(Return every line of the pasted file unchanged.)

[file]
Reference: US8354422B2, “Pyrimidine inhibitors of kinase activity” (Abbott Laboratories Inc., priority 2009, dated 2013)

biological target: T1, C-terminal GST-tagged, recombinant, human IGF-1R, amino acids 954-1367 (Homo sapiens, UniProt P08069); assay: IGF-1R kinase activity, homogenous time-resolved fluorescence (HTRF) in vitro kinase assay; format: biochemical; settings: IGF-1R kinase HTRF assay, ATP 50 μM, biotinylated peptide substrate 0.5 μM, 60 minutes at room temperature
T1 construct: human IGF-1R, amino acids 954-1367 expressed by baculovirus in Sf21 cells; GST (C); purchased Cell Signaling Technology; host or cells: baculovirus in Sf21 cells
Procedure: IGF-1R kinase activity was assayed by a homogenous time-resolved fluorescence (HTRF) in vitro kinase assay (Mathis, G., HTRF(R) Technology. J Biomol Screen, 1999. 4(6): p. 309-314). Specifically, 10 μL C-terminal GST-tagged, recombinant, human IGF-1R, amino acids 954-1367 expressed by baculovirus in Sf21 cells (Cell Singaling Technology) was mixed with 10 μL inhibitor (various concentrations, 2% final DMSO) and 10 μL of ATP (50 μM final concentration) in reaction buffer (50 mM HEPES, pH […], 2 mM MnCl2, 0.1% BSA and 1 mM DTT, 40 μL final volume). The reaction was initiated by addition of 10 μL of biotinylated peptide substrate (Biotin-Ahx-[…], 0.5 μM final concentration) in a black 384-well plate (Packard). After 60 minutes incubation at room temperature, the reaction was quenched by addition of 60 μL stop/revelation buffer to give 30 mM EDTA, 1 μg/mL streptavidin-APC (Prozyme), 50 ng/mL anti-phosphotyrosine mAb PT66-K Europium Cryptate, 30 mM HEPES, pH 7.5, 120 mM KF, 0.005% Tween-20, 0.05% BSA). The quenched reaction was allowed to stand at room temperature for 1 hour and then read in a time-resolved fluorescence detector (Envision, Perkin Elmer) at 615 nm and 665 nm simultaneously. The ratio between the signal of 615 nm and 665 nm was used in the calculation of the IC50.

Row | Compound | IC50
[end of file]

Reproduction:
Reference: US8354422B2, “Pyrimidine inhibitors of kinase activity” (Abbott Laboratories Inc., priority 2009, dated 2013)

biological target: T1, C-terminal GST-tagged, recombinant, human IGF-1R, amino acids 954-1367 (Homo sapiens, UniProt P08069); assay: IGF-1R kinase activity, homogenous time-resolved fluorescence (HTRF) in vitro kinase assay; format: biochemical; settings: IGF-1R kinase HTRF assay, ATP 50 μM, biotinylated peptide substrate 0.5 μM, 60 minutes at room temperature
T1 construct: human IGF-1R, amino acids 954-1367 expressed by baculovirus in Sf21 cells; GST (C); purchased Cell Signaling Technology; host or cells: baculovirus in Sf21 cells
Procedure: IGF-1R kinase activity was assayed by a homogenous time-resolved fluorescence (HTRF) in vitro kinase assay (Mathis, G., HTRF(R) Technology. J Biomol Screen, 1999. 4(6): p. 309-314). Specifically, 10 μL C-terminal GST-tagged, recombinant, human IGF-1R, amino acids 954-1367 expressed by baculovirus in Sf21 cells (Cell Singaling Technology) was mixed with 10 μL inhibitor (various concentrations, 2% final DMSO) and 10 μL of ATP (50 μM final concentration) in reaction buffer (50 mM HEPES, pH […], 2 mM MnCl2, 0.1% BSA and 1 mM DTT, 40 μL final volume). The reaction was initiated by addition of 10 μL of biotinylated peptide substrate (Biotin-Ahx-[…], 0.5 μM final concentration) in a black 384-well plate (Packard). After 60 minutes incubation at room temperature, the reaction was quenched by addition of 60 μL stop/revelation buffer to give 30 mM EDTA, 1 μg/mL streptavidin-APC (Prozyme), 50 ng/mL anti-phosphotyrosine mAb PT66-K Europium Cryptate, 30 mM HEPES, pH 7.5, 120 mM KF, 0.005% Tween-20, 0.05% BSA). The quenched reaction was allowed to stand at room temperature for 1 hour and then read in a time-resolved fluorescence detector (Envision, Perkin Elmer) at 615 nm and 665 nm simultaneously. The ratio between the signal of 615 nm and 665 nm was used in the calculation of the IC50.

Row | Compound | IC50